World-renowned scientists from Australia’s largest child health research institute – the Murdoch Children's Research Institute – have opened up about their lives and work to mark the Institute’s 30th anniversary in 2016.
A Melbourne-based research team is investigating a technique known as helium MRI scanning to better diagnose severe asthma, which will ultimately save lives. The test gives a clear and far more detailed view of the condition than current diagnostic measures. The new information will help inform improved treatment options for severe asthma sufferers. Remarkably, the technique uses gas that is currently used to build chemical weapons.
Heart muscle diseases are a leading cause of disability and death in children and adults but the causes remain poorly understood. The genetic changes that cause heart muscle disease are in the early stages of discovery. Identifying the genetic cause of heart disease is crucial in improving understanding of these conditions and for developing new drugs and therapies.
Associate Professor Andrew Steer has been named the 2016 recipient of the prestigious Frank Fenner Award. Presented at the Annual Scientific Meeting of the Australasian Society for Infectious Diseases (ASID), the award is the highest accolade given by the society in recognition of outstanding advanced research in infectious diseases.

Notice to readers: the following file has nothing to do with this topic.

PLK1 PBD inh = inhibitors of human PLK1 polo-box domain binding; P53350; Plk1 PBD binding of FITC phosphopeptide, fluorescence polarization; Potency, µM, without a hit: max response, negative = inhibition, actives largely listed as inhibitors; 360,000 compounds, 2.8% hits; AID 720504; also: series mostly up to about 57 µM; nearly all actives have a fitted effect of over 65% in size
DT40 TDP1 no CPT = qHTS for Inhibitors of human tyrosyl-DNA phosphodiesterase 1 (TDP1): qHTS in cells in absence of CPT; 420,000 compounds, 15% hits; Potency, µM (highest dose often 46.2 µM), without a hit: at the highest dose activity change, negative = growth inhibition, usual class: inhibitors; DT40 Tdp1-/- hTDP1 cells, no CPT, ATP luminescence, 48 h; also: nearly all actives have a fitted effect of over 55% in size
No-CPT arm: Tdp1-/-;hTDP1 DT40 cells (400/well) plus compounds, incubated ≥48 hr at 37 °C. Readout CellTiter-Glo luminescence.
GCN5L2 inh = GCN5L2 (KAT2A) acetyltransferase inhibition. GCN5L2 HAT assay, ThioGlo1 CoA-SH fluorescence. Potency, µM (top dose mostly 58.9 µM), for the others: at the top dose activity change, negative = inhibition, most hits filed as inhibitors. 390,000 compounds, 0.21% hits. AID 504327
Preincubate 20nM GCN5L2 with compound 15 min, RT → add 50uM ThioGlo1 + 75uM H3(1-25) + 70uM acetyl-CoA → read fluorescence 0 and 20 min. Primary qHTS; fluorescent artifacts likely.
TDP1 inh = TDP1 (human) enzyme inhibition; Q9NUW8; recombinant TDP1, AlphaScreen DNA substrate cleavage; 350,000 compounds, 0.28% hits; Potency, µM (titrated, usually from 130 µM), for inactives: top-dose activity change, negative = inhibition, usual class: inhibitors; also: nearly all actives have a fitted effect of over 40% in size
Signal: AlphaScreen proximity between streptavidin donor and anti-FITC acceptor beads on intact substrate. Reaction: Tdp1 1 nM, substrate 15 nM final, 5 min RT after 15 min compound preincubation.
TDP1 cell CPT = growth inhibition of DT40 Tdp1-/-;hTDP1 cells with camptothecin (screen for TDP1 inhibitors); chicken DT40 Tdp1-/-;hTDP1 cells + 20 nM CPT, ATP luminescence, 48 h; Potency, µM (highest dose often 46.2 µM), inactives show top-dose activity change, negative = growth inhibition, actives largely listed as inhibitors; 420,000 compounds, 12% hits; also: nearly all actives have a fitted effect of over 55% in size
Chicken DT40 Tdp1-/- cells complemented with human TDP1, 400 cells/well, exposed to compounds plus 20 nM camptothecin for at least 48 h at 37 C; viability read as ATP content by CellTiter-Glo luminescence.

The Murdoch Children's Research Institute, in collaboration with innovation company Curve Tomorrow, is launching Bytes4Health. The program will offer digital health and medtech startups that are developing a product or interested in extending their technology into healthcare, a unique opportunity to access cutting edge medical research, clinical expertise and digital health product development experience.
Associate Professor Adam Scheinberg, Statewide Medical Director of the Victorian Paediatric Rehabilitation Service (VPRS) and Murdoch Children's Honorary Research Fellow, has been jointly awarded The Royal Australasian College of Physicians (RACP) Medal for Clinical Service in Rural and Remote Areas for 2016.
The prevalence of children at risk of anaphylaxis has increased 41 per cent over a six year period in schools across Victoria. The Murdoch Children's Research Institute study analysed statewide surveys from over 1500 government schools including more than 550,000 students. They found the prevalence of students at risk of anaphylaxis increased from 0.98 per cent in 2009 to 1.38 per cent in 2014.
Every year, the World Health Organization selects a priority area of global public health concern as the theme for World Health Day, which falls on 7 April each year. In 2016, diabetes has been recognised as a chronic disease impacting the lives of Australians and millions of people worldwide.